Sudha David-Wilp is a senior transatlantic fellow and deputy director of the Berlin office. She joined GMF’s Berlin office in September 2011, where she oversees GMF’s outreach to the Bundestag and engages with the media as an expert on relations between Germany and the United States.

She has written commentary for Foreign Policy, Axios, der Tagesspiegel, and CNN and has been featured in interviews on Bloomberg News, the BBC, NPR, ZDF, and ARD. Before moving to Berlin, she was the director of international programs at the U.S. Association of Former Members of Congress in Washington, DC for nearly eight years. At the association, David-Wilp was responsible for congressional study groups and international programs for current members of Congress and senior congressional staff. She received her Bachelor’s degree from Johns Hopkins University, with a major in international relations and a minor in writing seminars. She received her Master’s in international relations from Columbia University. 

Media Mentions

It’s undeniable that she’s given Germany a lot of soft power. Undoubtedly she’s elevated Germany’s image in the world. When she first came onto the scene in 2005, a lot of people underestimated her, but she grew in stature along with Germany’s role in the world.
Germans prefer continuity, but if nothing changes it is understood that the country will lose its competitive advantage and ultimately its reputation as an economic powerhouse. This new three-way coalition is novel and aims to usher in transformation within Germany on many fronts whether it be weaning itself off coal by 2030 or investing in digital infrastructure.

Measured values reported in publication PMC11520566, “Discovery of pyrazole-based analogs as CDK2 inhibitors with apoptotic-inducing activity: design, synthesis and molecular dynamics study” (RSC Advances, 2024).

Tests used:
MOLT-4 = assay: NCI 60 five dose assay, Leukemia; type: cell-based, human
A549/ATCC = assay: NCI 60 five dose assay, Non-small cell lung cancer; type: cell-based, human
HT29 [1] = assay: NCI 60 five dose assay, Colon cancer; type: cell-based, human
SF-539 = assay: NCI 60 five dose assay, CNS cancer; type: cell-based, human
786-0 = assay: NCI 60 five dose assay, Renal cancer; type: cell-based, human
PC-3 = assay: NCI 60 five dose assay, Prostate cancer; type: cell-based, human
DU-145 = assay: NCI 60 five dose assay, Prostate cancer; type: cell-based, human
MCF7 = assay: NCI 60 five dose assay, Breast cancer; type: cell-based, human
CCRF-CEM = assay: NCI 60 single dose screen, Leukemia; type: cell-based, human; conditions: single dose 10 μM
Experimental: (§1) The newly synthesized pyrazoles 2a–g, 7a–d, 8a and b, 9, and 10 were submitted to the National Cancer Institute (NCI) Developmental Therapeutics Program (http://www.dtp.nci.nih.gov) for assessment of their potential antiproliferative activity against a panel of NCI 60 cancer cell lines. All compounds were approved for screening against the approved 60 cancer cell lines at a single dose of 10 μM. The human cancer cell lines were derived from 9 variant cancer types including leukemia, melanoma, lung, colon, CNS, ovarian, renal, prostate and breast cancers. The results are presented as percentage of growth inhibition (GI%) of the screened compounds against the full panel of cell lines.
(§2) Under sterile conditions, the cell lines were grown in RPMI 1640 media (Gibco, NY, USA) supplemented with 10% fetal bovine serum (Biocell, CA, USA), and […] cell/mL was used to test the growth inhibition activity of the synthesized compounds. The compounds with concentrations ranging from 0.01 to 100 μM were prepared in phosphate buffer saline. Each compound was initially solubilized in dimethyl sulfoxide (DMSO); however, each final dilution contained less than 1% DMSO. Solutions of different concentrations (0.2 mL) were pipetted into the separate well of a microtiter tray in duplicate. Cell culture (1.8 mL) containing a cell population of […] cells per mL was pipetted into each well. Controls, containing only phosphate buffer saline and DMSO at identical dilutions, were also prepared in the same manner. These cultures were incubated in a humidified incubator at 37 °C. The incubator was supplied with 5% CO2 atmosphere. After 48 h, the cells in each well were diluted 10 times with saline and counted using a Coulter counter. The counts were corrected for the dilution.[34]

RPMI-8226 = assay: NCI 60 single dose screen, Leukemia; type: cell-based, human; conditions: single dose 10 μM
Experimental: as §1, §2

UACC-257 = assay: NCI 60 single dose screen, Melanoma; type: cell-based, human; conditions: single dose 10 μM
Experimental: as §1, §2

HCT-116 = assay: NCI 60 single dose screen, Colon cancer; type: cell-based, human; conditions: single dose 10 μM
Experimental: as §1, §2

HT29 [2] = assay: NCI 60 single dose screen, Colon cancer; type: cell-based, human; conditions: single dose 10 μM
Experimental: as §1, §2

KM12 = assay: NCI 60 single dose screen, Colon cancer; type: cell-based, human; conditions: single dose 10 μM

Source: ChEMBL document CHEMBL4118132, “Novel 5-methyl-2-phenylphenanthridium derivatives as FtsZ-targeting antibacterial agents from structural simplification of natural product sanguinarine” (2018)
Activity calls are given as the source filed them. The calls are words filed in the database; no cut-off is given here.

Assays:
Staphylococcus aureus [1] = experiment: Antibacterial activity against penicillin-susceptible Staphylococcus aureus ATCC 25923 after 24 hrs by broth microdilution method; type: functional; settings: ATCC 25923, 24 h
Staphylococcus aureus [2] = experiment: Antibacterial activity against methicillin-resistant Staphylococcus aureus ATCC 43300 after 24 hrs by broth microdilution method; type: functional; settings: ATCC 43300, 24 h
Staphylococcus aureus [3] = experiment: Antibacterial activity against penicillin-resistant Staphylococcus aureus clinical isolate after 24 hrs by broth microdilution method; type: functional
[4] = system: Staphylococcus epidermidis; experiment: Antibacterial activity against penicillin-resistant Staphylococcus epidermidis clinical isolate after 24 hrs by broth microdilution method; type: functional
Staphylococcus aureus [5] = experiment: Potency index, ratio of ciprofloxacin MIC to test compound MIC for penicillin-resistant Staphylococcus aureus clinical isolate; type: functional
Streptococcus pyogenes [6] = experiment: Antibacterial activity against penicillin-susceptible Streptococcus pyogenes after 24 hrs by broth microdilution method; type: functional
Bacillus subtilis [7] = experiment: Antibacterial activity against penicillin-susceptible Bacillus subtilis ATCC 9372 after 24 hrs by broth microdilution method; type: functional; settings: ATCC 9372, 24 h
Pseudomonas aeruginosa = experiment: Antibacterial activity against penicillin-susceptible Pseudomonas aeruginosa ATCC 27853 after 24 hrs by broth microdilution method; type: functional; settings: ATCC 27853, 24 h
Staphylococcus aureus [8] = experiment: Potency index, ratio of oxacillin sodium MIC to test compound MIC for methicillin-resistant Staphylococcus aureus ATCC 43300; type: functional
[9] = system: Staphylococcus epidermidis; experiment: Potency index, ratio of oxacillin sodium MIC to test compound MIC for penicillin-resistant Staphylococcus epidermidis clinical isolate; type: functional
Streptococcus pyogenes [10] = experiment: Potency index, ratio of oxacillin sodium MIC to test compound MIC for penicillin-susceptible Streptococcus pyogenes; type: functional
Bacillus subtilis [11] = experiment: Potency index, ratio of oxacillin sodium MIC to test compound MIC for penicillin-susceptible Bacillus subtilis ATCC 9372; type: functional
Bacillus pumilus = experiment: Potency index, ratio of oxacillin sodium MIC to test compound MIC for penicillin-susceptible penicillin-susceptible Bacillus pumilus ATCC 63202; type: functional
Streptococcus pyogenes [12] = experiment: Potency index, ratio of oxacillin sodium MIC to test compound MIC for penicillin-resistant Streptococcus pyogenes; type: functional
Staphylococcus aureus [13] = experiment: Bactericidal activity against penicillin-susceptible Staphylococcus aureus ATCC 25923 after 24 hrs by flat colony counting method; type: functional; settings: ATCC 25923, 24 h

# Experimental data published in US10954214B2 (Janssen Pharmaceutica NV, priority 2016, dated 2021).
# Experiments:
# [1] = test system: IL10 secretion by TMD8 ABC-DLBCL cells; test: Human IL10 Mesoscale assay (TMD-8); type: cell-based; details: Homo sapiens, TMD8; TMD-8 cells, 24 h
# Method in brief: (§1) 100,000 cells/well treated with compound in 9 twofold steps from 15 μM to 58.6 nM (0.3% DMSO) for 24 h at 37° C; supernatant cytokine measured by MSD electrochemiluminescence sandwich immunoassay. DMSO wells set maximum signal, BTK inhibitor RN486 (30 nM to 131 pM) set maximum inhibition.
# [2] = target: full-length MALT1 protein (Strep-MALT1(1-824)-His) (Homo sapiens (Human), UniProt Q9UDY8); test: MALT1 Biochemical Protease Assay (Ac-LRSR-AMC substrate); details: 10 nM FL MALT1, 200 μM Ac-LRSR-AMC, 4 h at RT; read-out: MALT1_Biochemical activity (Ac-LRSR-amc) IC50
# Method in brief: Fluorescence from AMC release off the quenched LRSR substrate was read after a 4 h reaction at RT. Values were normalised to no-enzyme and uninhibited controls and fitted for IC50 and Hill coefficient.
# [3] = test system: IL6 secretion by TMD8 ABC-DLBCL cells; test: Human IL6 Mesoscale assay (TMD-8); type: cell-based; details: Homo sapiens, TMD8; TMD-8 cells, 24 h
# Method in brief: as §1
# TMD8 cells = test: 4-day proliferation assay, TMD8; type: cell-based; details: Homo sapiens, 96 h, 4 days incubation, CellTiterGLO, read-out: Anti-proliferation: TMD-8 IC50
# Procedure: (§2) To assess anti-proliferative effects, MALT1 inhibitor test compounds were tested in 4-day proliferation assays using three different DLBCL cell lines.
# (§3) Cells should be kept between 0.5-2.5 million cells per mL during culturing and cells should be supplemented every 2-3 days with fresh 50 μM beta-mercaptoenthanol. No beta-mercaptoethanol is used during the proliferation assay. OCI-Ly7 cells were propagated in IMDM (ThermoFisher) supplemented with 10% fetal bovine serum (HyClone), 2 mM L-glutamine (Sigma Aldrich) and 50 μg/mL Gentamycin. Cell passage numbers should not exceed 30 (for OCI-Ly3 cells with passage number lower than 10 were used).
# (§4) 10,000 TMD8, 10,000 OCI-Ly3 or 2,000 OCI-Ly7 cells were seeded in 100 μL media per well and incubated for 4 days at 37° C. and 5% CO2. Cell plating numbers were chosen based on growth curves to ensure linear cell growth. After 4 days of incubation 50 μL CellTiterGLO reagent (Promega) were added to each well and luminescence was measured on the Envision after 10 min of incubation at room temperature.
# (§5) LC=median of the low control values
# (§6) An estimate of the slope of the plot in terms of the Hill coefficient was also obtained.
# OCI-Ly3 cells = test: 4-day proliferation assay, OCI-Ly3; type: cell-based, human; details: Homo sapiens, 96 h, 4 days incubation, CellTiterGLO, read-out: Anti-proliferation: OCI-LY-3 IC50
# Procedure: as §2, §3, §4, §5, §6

This centrism is another trait [Olaf] Scholz shares with Merkel. She always governed from the center and I think he will also try to do that if he does become chancellor, but it will also depend of course on what coalition parties demand.
Linder can’t afford to be intransigent after he refused to enter into a coalition in 2017 – this is his last chance. And as far as the Greens are concerned, they feel that the climate emergency leaves them no choice except to govern as part of a coalition.
"[Angela Merkel] has left a very fragmented political landscape in Germany, so it looks like it's going to take three parties to form a majority for the next government. So the small parties, the Greens and the FDP, are sort of banding together to call the shots for the next government.
The Greens can be happy that they've improved in terms of results since the last election cycle, but they definitely did not fulfill expectations. Baerbock didn't meet the moment. At one point, the party was leading the pack, there were far greater expectations for them.
This is a generational change after 16 years of one person in power, I think for that reason alone, Germans are very unsure about who would be the proper successor to Angela Merkel.
After four years of cringing and ducking during the Trump years, there's certainly shock about the messy withdrawal in Afghanistan.